Catherine (Nicole Kidman) Matthew (Joseph Fiennes) and their two children Lily (Maddison Brown) and Tom (Nicholas Hamilton) are new to the small Australian town of Nathgari. It is clear that the family is hiding from their past but until Tom and Lily go missing one night, and Catherine desperately tries to find her children, it is not clear just what their past holds, and the secrets they are keeping from one another.
Strangerland is an atmospheric film that tries to be a thriller with a wide appeal but, thanks to some odd pacing and a mixed tone, the film comes off as less impactful as it aims to be.
Nicole Kidman once again tries to distance herself from the glamorous characters she has played in the past; Catherine is a woman who feels real and almost always relatable, although her motivations are almost always slightly skewed. Kidman has shaken off the tics she cultivated throughout her career and it is almost possible to forget just who we are watching on screen; letting the character take centre stage. Joseph Fiennes has less to do, and never manages to make his character’s wild swings in personality feel coherent or part of the character. Hugo Weaving brings warmth and heart to the film as Rae, the police officer investigating the case. The rest of the cast features Maddison Brown, Nicholas Hamilton and Lisa Flanagan.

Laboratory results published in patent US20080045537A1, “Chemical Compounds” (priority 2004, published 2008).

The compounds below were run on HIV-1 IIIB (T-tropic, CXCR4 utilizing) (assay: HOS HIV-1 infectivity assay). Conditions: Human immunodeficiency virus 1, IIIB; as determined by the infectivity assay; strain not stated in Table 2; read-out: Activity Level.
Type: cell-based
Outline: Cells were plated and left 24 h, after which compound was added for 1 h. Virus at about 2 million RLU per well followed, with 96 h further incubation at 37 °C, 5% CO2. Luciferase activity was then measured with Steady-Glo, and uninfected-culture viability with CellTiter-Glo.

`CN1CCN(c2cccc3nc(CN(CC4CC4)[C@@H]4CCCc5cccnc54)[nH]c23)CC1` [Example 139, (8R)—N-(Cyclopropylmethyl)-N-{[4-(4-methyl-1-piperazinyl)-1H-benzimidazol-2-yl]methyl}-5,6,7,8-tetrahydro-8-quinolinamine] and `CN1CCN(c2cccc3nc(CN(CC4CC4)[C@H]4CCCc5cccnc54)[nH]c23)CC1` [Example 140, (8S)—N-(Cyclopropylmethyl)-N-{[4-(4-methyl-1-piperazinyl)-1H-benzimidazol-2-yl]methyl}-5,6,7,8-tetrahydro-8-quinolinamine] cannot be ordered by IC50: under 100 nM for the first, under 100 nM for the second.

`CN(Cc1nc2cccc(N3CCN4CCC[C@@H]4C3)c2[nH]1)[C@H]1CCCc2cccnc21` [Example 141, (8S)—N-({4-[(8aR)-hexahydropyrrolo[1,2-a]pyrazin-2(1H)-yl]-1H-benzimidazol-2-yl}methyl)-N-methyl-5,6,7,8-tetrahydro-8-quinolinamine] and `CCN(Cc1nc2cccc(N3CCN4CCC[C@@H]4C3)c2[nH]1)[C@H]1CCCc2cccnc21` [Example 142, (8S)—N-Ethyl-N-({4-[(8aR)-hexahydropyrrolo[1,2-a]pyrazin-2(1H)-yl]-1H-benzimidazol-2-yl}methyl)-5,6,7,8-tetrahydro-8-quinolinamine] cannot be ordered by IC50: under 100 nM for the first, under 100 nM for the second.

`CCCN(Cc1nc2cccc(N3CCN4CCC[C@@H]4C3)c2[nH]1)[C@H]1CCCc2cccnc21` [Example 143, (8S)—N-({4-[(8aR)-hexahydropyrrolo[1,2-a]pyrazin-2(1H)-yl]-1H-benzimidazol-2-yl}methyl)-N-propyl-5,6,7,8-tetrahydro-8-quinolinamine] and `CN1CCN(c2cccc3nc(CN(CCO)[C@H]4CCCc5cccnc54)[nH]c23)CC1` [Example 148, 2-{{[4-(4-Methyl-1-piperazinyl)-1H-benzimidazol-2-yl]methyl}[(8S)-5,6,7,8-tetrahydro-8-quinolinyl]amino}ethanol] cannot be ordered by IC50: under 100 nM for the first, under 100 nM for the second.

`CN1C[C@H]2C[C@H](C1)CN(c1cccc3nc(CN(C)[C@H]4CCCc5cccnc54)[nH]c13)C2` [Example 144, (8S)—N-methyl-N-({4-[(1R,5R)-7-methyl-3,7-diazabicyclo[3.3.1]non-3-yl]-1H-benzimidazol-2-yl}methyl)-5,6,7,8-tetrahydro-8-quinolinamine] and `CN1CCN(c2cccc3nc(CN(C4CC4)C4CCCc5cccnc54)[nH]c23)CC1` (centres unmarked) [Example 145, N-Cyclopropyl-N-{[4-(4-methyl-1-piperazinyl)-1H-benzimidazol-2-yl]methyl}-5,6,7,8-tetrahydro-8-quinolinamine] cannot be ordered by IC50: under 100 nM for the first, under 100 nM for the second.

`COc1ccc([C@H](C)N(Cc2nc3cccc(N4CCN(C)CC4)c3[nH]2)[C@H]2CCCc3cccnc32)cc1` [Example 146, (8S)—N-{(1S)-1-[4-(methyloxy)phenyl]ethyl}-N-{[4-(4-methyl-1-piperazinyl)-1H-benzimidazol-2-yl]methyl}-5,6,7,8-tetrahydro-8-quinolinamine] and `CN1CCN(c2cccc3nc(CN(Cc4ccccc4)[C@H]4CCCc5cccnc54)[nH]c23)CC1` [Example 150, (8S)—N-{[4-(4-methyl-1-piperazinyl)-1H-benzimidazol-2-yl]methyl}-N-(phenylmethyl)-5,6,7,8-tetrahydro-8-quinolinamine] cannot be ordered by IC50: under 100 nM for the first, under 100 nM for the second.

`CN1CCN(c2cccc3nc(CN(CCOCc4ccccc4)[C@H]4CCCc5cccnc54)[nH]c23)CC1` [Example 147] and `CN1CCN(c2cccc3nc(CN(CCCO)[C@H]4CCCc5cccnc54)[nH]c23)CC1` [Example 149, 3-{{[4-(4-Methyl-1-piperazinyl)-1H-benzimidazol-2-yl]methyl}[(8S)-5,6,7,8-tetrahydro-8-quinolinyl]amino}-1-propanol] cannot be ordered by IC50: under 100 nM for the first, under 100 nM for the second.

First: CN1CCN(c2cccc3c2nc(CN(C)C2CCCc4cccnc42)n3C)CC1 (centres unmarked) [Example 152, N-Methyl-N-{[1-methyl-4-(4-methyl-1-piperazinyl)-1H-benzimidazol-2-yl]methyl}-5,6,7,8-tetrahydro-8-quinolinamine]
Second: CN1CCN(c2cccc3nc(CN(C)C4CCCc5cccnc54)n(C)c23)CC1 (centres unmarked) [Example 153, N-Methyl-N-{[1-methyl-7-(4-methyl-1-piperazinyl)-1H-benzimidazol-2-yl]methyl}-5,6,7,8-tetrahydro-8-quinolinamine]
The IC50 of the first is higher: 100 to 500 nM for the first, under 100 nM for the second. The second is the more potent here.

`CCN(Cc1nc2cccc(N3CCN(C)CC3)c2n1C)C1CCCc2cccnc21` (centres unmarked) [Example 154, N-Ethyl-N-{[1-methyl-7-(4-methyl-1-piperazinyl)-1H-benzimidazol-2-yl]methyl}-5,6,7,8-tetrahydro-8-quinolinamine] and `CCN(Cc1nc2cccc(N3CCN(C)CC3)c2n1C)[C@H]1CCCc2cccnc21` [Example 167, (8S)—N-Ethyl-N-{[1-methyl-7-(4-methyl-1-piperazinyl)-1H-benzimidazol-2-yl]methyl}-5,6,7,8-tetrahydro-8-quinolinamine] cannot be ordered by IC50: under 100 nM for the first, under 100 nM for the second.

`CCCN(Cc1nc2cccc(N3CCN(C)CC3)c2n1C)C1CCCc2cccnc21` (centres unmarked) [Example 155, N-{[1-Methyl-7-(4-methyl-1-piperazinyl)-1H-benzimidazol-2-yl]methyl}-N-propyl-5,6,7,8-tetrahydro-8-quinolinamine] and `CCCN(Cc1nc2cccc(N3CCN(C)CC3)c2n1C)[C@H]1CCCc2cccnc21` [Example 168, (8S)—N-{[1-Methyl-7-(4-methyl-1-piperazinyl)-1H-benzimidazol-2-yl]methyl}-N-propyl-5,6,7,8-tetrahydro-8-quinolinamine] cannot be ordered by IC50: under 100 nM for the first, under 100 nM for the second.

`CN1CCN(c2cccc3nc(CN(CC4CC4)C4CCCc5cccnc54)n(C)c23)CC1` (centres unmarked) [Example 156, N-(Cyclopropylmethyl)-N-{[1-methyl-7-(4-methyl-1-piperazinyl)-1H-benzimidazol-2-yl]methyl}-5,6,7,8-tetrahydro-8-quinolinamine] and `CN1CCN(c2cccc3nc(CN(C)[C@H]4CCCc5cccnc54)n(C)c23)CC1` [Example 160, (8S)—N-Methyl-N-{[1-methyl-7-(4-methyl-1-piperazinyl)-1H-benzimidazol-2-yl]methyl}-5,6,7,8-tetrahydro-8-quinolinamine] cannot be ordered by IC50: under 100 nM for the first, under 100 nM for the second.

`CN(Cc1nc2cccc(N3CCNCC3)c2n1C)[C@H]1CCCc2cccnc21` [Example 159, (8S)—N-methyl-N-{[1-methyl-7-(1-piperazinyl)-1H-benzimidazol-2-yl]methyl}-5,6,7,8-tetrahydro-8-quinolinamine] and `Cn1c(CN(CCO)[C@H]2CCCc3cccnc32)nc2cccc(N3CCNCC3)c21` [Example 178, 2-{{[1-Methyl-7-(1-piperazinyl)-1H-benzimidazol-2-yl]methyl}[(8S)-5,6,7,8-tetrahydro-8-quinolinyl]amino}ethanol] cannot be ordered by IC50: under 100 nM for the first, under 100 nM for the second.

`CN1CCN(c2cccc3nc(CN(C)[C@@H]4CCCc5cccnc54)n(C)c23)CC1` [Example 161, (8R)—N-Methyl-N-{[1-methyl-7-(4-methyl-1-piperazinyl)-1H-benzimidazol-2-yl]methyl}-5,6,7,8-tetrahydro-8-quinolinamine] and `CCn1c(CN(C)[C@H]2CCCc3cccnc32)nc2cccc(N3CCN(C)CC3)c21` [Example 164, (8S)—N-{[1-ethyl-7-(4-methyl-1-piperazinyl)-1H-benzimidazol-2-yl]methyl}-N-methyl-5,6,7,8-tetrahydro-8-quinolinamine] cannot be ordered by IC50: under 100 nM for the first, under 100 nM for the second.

The story, written by Michael Kinirons and Fiona Seres is the simple story of two children simply leaving their home one night and the search to bring them back. The film brings up all kinds of issues, such as the reason why the family had to move, the hint of sexual abuse and the fact that Catherine and Joseph’s marriage is failing as possible reasons for this desertion. As well as this, and in a less interesting plot point, Matthew consistently brings up the notion that their daughter is wild because her mother was too. Not only does this feel like a cop out, but also an insult to women who don’t always do what society wants them to.
Director Kim Farrant struggles with the 112 minute running time, with parts of the story galloping along, before the film grinds to a halt. There is the hint that ‘the land’ has taken the children, but this is not so much dismissed as ignored and, although we are clear from the outset that we are probably not going to get any answers here, the film drags its heels so much that it would be nice to get that lack of an answer sooner. That said, the cinematography of the film is stunning, but while this backs up the idea that the land indeed had a part to play, this is again dismissed.
In all, Strangerland tries to be a psychological thriller with a distinctly Australian feel, but although the cast do their best, the pacing of the film is so drawn out that the lack of answer feels less like a choice than a lack of ideas.